Since her post is already up, I’m going to skip ahead and post this one out of order and I’ll go back and get the other one tomorrow.

Photo best if enlarged by clicking on it - I'm getting really bad about forgetting to take meal restaurant shots even with Bev's phone..

Have a great day and thanks for stopping by Almost Heaven South.

Larry

8/23/2013 event date

Friday, August 23, 2013

2013 Western Trip – Mt. Rushmore & Black Hills Institute

In putting this trip together, I tried to accommodate requests from each of us and for Madison, I’ve included the things she needs to see and do plus the things I know she enjoys.  For today we visited Mt. Rushmore (she needs to do) and the Black Hills Institute of Geologic Research Museum as her want to do.

When we were out her last year, Bev and I just drove by Rushmore and took a few shots, but this time we went in, saw the mountain up close, watched the movie, and looked around.  It was a dreary morning so the shots are not that great but its’s still pretty impressive and a great output from a couple of men’s vision.  Here are some excerpts from Wikipedia.

“South Dakota historian Doane Robinson is credited with conceiving the idea of carving the likenesses of famous people into the Black Hills region of South Dakota in order to promote tourism in the region.”  “It was Sculpted by Danish-American Gutzon Borglum and his son, Lincoln Borglum, Mount Rushmore features 60-foot (18 m) sculptures of the heads of four United States presidents: George Washington (1732–1799), Thomas Jefferson (1743–1826), Theodore Roosevelt (1858–1919) and Abraham Lincoln (1809–1865). The entire memorial covers 1,278.45 acres and is 5,725 feet above sea level.”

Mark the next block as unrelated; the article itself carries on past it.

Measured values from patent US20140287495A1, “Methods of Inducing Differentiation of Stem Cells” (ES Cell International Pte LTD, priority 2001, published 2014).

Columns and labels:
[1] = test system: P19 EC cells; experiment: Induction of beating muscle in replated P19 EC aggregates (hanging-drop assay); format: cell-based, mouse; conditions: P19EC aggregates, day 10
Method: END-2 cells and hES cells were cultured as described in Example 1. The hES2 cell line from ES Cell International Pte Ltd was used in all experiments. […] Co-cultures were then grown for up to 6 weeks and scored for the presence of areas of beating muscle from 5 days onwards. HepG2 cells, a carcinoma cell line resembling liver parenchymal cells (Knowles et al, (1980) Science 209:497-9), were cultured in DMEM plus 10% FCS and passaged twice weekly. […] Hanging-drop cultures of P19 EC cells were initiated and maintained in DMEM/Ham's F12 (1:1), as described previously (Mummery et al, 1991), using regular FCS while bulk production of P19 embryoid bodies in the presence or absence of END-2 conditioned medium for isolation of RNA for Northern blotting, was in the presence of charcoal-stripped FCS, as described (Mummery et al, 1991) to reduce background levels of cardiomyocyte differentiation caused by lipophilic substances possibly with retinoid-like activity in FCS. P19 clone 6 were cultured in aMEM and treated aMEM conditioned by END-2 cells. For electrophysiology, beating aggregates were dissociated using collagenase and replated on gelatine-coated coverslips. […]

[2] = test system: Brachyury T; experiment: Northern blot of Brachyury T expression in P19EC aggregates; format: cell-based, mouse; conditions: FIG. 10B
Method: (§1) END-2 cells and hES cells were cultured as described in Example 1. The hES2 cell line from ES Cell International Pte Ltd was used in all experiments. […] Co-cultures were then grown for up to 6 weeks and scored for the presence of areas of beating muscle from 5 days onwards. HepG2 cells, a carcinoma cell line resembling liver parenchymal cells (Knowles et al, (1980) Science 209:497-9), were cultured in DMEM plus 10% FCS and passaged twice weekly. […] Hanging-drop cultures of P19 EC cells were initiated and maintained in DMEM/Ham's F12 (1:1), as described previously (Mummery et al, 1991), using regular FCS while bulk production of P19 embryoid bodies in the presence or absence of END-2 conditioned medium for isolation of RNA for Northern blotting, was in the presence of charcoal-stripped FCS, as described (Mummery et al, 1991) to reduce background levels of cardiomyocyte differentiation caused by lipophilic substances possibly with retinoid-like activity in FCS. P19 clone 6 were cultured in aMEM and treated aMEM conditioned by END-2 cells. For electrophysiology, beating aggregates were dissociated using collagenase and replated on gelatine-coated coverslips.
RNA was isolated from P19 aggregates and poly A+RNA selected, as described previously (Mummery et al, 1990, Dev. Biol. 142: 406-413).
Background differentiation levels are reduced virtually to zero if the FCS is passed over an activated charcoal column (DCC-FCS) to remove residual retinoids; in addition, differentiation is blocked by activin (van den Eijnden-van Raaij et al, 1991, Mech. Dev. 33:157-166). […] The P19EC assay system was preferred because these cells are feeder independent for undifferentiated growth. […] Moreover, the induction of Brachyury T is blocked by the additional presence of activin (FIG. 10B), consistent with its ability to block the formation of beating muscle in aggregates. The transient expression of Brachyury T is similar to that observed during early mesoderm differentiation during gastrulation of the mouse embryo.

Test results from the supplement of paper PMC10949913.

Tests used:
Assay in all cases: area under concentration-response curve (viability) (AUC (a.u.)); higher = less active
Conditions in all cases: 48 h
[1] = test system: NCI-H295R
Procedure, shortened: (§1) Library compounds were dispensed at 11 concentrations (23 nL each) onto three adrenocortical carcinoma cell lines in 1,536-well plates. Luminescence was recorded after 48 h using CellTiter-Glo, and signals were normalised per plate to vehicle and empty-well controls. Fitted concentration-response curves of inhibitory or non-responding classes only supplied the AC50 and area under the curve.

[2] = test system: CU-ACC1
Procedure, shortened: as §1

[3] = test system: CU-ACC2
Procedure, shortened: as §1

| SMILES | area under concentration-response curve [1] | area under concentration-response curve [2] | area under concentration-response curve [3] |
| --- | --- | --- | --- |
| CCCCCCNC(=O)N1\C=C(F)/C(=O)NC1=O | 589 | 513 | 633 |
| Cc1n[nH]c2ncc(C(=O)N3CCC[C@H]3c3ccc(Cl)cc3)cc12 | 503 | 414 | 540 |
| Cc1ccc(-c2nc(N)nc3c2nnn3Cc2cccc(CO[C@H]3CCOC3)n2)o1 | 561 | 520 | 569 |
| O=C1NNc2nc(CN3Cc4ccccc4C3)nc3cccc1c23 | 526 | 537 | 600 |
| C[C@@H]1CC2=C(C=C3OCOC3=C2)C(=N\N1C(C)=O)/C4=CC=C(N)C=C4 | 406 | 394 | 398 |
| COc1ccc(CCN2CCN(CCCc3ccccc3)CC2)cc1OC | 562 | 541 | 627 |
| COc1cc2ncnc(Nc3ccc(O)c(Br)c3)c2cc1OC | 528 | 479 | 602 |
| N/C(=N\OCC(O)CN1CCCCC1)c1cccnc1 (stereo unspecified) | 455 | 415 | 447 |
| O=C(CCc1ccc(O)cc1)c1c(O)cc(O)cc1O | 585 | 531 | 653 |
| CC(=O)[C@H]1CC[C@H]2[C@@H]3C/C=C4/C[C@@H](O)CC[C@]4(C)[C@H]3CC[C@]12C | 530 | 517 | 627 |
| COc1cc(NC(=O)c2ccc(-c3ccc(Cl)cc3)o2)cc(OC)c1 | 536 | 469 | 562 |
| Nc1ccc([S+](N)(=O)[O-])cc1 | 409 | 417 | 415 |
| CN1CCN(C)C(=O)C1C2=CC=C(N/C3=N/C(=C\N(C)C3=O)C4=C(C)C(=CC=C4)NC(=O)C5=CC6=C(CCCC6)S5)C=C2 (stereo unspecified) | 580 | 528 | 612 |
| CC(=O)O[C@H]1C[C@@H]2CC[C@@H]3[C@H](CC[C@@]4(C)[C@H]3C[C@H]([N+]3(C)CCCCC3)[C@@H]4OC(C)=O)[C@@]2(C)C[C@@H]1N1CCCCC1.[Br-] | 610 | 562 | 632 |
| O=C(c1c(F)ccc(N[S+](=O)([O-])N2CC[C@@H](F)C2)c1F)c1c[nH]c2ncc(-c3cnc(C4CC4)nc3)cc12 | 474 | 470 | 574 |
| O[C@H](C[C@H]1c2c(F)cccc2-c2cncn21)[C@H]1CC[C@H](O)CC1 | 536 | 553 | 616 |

“After securing federal funding through the enthusiastic sponsorship of "Mount Rushmore's great political patron", U.S. Senator Peter Norbeck, construction on the memorial began in 1927, and the presidents' faces were completed between 1934 and 1939. Upon Gutzon Borglum's death in March 1941, his son Lincoln Borglum took over construction. Although the initial concept called for each president to be depicted from head to waist, lack of funding forced construction to end in late October 1941.”

From the entrance back to the mountain, you pass through the Avenue Of Flags with one for each state.

“The U.S. National Park Service took control of the memorial in 1933, while it was still under construction, and has managed the memorial to the present day.  It attracts nearly three million people annually.”


From Rushmore, we went into Hill City to visit The Black Hills Museum which is small but packed with minerals, fossils, petrified wood, and dinosaur bones – most of the bones are from the area.  

Madison seems fascinated by rocks so maybe she’s a budding geologist.  They have the second largest complete T Rex after the famous Sue  which is located at the Field Museum of Natural History in Chicago.

Compare this ancient alligator  mouth to the chair next to it.